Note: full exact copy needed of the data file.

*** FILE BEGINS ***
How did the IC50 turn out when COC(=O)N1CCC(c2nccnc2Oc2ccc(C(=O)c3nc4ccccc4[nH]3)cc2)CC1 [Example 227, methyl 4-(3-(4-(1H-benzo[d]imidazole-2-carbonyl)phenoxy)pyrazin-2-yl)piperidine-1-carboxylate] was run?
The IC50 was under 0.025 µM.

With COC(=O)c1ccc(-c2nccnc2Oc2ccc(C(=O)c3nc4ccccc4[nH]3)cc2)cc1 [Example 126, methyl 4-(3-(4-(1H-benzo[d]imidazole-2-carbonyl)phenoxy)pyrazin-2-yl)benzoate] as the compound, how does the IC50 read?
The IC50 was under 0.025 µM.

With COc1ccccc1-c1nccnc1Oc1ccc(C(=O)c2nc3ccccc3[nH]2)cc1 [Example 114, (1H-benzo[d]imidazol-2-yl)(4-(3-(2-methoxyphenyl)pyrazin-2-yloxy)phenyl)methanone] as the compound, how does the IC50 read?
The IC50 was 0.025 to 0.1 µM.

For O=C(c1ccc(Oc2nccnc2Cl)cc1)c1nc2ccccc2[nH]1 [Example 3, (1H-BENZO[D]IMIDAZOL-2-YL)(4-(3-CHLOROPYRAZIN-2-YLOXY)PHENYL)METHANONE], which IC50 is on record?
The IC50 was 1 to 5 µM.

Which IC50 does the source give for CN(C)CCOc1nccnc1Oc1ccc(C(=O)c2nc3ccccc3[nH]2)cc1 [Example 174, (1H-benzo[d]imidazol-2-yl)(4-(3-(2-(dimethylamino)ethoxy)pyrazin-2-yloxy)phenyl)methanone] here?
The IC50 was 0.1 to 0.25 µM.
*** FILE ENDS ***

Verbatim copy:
How did the IC50 turn out when COC(=O)N1CCC(c2nccnc2Oc2ccc(C(=O)c3nc4ccccc4[nH]3)cc2)CC1 [Example 227, methyl 4-(3-(4-(1H-benzo[d]imidazole-2-carbonyl)phenoxy)pyrazin-2-yl)piperidine-1-carboxylate] was run?
The IC50 was under 0.025 µM.

With COC(=O)c1ccc(-c2nccnc2Oc2ccc(C(=O)c3nc4ccccc4[nH]3)cc2)cc1 [Example 126, methyl 4-(3-(4-(1H-benzo[d]imidazole-2-carbonyl)phenoxy)pyrazin-2-yl)benzoate] as the compound, how does the IC50 read?
The IC50 was under 0.025 µM.

With COc1ccccc1-c1nccnc1Oc1ccc(C(=O)c2nc3ccccc3[nH]2)cc1 [Example 114, (1H-benzo[d]imidazol-2-yl)(4-(3-(2-methoxyphenyl)pyrazin-2-yloxy)phenyl)methanone] as the compound, how does the IC50 read?
The IC50 was 0.025 to 0.1 µM.

For O=C(c1ccc(Oc2nccnc2Cl)cc1)c1nc2ccccc2[nH]1 [Example 3, (1H-BENZO[D]IMIDAZOL-2-YL)(4-(3-CHLOROPYRAZIN-2-YLOXY)PHENYL)METHANONE], which IC50 is on record?
The IC50 was 1 to 5 µM.

Which IC50 does the source give for CN(C)CCOc1nccnc1Oc1ccc(C(=O)c2nc3ccccc3[nH]2)cc1 [Example 174, (1H-benzo[d]imidazol-2-yl)(4-(3-(2-(dimethylamino)ethoxy)pyrazin-2-yloxy)phenyl)methanone] here?
The IC50 was 0.1 to 0.25 µM.